NTSB Identification: MIA07IA052.
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Incident occurred Wednesday, February 21, 2007 in Ormond Beach, FL
Probable Cause Approval Date: 06/30/2008
Aircraft: Liberty Aerospace, Inc. XL-2, registration: N550XL
Injuries: 2 Uninjured.
NTSB investigators used data provided by various sources and may not have traveled in support of this investigation to prepare this aircraft incident report.
While landing during a personal flight, the airplane touched down, veered right, and bounced 3 to 4 feet. The pilot-in-command allowed the airspeed to bleed off, and heard the stall warning. The airplane landed hard, and the nose undercarriage leg failed near the 2 inch bend radius. National Transportation Safety Board examination of the nose undercarriage leg revealed overstress separation. Transverse parallel crack-like features were noted on the forward surface of the leg below the fracture. The crack-like features were established to be local transverse regions of oxidation, many of which also contained a transverse crack in the surface. A meandering crack network was also noted in the aft side of the leg adjacent to the fracture. The cracks intersected the fracture at several locations, and oxidation accompanied the cracks. A polished cross-section intersecting the cracks in the forward and aft surfaces revealed at least eight cracks in the forward surface, and one crack in the aft surface. Close examination revealed heavy oxidation of the crack surfaces and adjacent material consistent with high temperature exposure after crack formation. Hardness testing in several locations of the nose undercarriage leg was within limits. No fatigue cracks were noted. The cracks of the nose undercarriage leg were caused due to improper forming of the bend by the vendor. In addition, the airplane manufacturer did not specify forming procedures for the vendor to comply with, nor did they perform any sample testing. The vendor was responsible for performing sample testing. A failure of a nose undercarriage leg owned by the airplane manufacturer occurred 15 days before the incident date. Testing of the failed nose undercarriage leg from the occurrence 15 days earlier revealed it had similar cracks as the incident case investigated by the Safety Board. Further investigation of the manufacturing process of the nose undercarriage legs by the airplane manufacturer revealed the 2-inch bend radius was torch heated then manually bent; the torch heating caused the cracking noted. As a result of the 2 failed nose undercarriage legs, the airplane manufacturer changed vendors, modified the nose undercarriage leg drawing, wrote a specific technical document for future vendors pertaining to the forming procedure, prepared Service Information Letter SIL-07-006, and inspected the nose undercarriage legs of 60 aircraft. Of the 60 aircraft inspected, the nose undercarriage legs of 29 were found to be defective with cracks similar to cracks found in the nose undercarriage leg of N550XL.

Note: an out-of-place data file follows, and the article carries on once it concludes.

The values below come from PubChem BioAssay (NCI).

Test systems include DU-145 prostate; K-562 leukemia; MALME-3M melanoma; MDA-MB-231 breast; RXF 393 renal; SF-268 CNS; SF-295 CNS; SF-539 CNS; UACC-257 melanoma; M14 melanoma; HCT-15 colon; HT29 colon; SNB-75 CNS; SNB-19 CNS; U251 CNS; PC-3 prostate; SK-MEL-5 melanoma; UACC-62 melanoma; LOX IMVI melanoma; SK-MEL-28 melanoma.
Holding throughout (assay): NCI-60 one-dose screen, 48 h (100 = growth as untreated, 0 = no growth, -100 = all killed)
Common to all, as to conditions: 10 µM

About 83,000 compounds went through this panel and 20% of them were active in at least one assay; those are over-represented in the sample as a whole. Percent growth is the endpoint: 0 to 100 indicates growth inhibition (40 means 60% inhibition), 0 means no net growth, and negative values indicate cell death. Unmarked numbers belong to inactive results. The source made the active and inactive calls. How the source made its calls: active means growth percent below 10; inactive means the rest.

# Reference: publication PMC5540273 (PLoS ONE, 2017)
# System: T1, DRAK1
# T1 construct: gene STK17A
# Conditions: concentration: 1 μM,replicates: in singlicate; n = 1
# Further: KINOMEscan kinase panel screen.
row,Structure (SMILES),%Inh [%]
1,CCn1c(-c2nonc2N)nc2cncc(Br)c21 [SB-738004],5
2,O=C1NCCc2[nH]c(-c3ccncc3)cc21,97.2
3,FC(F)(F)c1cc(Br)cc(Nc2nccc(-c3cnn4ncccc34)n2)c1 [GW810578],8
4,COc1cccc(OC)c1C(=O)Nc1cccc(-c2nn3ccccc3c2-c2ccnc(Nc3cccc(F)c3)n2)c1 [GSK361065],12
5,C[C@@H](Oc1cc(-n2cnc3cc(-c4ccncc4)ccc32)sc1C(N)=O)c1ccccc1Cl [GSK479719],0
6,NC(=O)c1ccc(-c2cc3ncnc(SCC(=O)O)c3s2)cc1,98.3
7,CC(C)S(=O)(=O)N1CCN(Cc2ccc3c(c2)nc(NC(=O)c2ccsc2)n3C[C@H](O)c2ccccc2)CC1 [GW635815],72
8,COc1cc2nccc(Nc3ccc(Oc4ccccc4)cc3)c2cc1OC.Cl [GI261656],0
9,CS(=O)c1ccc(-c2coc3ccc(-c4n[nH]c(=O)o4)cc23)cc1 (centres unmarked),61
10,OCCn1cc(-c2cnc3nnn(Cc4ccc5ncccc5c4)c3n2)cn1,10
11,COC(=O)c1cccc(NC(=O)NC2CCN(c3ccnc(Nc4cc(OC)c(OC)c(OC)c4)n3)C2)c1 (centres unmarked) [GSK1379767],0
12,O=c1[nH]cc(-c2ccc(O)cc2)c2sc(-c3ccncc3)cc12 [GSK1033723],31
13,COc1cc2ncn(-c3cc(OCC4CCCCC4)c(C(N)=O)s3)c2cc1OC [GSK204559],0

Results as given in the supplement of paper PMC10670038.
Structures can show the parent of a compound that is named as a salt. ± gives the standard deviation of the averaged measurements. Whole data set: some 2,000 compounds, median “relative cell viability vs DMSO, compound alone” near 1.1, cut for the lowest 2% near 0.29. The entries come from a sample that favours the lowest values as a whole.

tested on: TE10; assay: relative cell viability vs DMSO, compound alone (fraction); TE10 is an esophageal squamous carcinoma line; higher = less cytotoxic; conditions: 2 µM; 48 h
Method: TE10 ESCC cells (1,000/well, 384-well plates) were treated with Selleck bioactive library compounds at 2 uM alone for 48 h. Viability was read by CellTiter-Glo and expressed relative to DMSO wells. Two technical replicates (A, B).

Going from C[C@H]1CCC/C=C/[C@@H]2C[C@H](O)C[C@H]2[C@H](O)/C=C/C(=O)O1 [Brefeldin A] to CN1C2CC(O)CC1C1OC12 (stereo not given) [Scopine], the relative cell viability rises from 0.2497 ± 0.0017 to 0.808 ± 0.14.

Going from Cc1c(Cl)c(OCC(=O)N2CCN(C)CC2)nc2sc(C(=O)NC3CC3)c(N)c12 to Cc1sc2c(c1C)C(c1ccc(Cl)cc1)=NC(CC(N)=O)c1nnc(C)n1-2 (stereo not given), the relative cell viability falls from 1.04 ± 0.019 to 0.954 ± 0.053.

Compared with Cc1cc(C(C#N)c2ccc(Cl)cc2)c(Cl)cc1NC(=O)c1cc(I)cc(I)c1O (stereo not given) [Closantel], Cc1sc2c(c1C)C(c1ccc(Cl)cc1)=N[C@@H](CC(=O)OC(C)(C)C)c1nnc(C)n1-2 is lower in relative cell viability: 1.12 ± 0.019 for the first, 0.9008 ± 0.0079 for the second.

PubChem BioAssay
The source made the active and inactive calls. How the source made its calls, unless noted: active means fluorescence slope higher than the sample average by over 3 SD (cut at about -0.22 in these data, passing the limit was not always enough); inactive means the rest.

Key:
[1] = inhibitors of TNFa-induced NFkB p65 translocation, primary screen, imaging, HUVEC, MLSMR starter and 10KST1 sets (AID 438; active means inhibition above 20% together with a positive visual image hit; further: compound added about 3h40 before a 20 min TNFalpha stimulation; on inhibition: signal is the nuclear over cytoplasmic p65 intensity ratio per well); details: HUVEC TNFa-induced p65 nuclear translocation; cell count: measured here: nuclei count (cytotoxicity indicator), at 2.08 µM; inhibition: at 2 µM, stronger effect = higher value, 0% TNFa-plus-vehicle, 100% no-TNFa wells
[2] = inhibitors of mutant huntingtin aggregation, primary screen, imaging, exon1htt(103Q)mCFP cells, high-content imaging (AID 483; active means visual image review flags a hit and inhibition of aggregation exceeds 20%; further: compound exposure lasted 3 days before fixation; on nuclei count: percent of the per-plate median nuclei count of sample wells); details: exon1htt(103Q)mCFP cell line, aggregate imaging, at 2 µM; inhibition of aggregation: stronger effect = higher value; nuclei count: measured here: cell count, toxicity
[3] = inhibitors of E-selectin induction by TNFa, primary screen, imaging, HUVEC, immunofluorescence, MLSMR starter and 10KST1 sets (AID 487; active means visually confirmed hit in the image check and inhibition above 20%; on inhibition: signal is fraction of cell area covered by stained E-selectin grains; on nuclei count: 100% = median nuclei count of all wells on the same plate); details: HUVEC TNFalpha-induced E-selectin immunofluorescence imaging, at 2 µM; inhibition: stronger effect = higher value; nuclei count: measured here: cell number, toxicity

The National Transportation Safety Board determines the probable cause(s) of this incident to be: The improper manufacturing of the nose undercarriage leg by the vendor, and the inadequate surveillance of the vendor by the airplane manufacturer. Full narrative available
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